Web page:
As you should be aware, there is currently a TfL Consultation on the sections of the East-West Cycle Superhighway through and just beyond three major Royal Parks in London – St James’s Park, Green Park and Hyde Park. London Cycling Campaign have a strong summary here on the proposals, for which the consultation closes on Sunday 29th March.
In short, the East-West Superhighway is to be a segregated route giving cyclists dedicated space away from heavy flows of motor vehicles and pedestrians almost all the way, except when it reaches the royal parks. There had been conflict over what to do here as far back as 2013, when the Royal Parks were quoted as saying:
It is essential that any new routes are safe, not just for cyclists at busy junctions like Hyde Park Corner, but also for the many thousands of other people who use the parks, including pedestrians, children, runners and horse riders.
Within the parks the plans are amazingly timid, but actually propose cyclists sharing space with pedestrians, children, runners and horse riders, as the segment outside Buckingham Palace shows:
The number of traffic lanes is rather notable in this image. There is a lot of traffic through the Royal Parks. Unfortunately there are no count points within the royal parks themselves but there is a count point on the road from Parliament Square towards Birdcage Walk (CP 18664). On a typical day there is about 20,000 PCUs of motor vehicle traffic at that point, a figure that has remained stable since the year 2000.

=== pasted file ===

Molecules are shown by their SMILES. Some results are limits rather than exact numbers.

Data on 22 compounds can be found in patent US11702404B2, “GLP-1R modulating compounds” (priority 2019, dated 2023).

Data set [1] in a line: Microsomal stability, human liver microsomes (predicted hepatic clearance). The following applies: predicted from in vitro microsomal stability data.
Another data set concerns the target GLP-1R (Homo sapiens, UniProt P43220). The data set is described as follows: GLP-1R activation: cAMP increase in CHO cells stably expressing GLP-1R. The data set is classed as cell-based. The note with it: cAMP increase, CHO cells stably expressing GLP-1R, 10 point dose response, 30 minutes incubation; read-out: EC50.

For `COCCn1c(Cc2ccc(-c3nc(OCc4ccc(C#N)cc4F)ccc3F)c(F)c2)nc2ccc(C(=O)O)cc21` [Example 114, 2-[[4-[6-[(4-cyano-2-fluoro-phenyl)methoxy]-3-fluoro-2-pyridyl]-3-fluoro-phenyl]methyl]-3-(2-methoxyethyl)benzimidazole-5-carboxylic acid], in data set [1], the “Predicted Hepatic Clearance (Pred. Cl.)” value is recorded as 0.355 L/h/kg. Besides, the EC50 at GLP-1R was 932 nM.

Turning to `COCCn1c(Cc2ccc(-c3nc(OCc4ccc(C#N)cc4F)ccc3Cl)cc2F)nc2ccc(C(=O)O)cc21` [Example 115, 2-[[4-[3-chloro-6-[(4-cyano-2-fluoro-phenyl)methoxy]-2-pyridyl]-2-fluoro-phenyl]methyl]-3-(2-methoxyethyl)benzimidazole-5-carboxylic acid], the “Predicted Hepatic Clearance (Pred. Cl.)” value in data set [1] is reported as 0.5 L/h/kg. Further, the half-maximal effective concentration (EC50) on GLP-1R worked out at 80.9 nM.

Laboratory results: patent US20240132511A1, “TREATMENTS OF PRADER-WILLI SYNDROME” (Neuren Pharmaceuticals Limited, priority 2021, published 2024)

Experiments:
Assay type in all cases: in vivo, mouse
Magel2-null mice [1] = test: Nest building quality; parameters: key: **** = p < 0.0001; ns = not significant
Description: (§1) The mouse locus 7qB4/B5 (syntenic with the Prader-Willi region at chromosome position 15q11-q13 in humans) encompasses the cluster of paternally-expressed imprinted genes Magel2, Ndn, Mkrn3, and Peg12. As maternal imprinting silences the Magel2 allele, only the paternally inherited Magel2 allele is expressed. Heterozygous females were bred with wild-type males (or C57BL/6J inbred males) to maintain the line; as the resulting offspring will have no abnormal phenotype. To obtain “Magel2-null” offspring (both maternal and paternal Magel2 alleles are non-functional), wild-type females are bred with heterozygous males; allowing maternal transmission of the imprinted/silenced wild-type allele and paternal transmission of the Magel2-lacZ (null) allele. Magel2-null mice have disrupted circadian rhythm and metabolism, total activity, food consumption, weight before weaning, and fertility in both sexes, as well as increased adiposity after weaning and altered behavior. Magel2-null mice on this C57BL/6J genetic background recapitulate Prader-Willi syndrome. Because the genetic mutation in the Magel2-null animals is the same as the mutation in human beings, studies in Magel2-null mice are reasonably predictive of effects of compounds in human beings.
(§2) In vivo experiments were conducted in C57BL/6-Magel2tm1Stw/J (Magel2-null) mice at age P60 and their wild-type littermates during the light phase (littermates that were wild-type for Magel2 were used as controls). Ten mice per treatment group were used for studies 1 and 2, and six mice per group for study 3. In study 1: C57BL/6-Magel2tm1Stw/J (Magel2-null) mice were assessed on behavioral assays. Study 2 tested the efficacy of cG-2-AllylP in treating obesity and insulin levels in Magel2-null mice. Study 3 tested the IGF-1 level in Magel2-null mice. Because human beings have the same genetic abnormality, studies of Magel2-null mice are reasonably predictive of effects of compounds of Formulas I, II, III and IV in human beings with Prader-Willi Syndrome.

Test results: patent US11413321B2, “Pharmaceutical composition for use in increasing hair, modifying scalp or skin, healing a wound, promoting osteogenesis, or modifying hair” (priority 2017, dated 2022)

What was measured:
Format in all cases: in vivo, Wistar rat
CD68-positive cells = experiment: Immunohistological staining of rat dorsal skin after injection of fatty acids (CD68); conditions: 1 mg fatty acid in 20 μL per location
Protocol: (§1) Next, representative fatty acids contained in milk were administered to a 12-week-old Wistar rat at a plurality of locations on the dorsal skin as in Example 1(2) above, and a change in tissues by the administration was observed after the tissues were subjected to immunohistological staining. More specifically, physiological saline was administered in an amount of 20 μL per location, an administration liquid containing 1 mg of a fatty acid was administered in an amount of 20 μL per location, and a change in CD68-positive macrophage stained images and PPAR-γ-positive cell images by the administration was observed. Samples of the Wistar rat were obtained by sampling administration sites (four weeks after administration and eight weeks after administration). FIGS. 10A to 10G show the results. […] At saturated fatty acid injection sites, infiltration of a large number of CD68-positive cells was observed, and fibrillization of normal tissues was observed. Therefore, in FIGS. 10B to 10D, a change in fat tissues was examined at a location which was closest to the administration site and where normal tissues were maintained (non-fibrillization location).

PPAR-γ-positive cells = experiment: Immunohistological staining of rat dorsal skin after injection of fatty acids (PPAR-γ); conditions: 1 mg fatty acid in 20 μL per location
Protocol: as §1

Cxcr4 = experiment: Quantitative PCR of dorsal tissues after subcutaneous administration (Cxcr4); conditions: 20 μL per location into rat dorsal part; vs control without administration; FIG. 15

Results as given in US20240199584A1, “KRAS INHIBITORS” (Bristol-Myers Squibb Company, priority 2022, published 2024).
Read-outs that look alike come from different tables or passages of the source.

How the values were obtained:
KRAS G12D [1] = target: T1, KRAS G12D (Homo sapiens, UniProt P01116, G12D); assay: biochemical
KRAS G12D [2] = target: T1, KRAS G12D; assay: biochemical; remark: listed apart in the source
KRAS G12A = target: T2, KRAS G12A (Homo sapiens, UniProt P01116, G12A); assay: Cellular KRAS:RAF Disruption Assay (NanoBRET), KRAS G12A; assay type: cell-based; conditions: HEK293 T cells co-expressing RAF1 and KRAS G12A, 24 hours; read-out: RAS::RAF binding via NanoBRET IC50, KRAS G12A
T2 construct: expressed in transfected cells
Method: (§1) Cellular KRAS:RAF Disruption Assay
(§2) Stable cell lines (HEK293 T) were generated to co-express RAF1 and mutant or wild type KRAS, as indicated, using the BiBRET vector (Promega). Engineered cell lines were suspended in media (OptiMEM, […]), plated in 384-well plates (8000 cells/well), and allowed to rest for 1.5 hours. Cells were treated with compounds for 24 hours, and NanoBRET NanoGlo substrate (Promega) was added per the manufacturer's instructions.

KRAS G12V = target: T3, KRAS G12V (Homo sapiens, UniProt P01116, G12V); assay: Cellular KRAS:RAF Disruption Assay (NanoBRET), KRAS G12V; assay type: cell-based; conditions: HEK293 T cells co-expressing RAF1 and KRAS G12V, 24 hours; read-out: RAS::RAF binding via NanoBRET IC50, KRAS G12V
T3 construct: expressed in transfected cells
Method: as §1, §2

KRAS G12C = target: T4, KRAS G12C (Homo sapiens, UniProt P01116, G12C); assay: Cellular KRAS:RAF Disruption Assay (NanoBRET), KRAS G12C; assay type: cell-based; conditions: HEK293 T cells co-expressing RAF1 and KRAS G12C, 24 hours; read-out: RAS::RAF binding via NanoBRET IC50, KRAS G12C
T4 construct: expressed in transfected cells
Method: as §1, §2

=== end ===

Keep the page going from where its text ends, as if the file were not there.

Cars dominate within the Royal Parks, and a large number of those are taxis and private hire vehicles. The speed limit is 30 miles per hour, even in front of Buckingham Palace.
On the Sunday Politics in February, MPs of both Conservative and Labour parties representing seats in London felt it was ridiculous.
The alternative proposal from TfL would have had a segregated lane (using bollards) of cycles running in the road, rather than sharing space with pedestrians. Surely this should have been more to the Royal Parks liking? TfL, and Andrew Gilligan were not impressed, and nor were people who wished to cycle on a safe route.
In the time since little further news has appeared but first Peter Hendy has appeared in front of the London Transport Committee on February 25th:
Hendy was clear:
The Royal Parks ought to accept that the Mayor’s determination to have segregated cycleways is as justifiable a reason to have changes around the memorial in front of Buckingham Palace as it is to have them on the Embankment, on Lower Thames Street, on Lancaster Gate and on roads in London used by a lot of people.That is what I think and I very much hope they will come to that conclusion.
And then Andrew Gilligan:
Gilligan was clear that in Hyde Park the Royal Parks required the cycle superhighway to run on the roads rather than the paths. However in St James’s Park their position is the opposite, with them requiring that people on bikes share space with people on foot.
I’ve got concerns about that route, first because it’s less direct than the one we want and secondly because it does create major pedestrian/cyclist conflict at the bottom of Constitution Hill […] just by Buckingham Palace there is a pedestrian crossing at which on a sunny summers day there are regularly perhaps 150-200 pedestrians waiting to cross. […] At the moment the Royal Parks proposal is going to mean cyclists more or less cannoning into those people.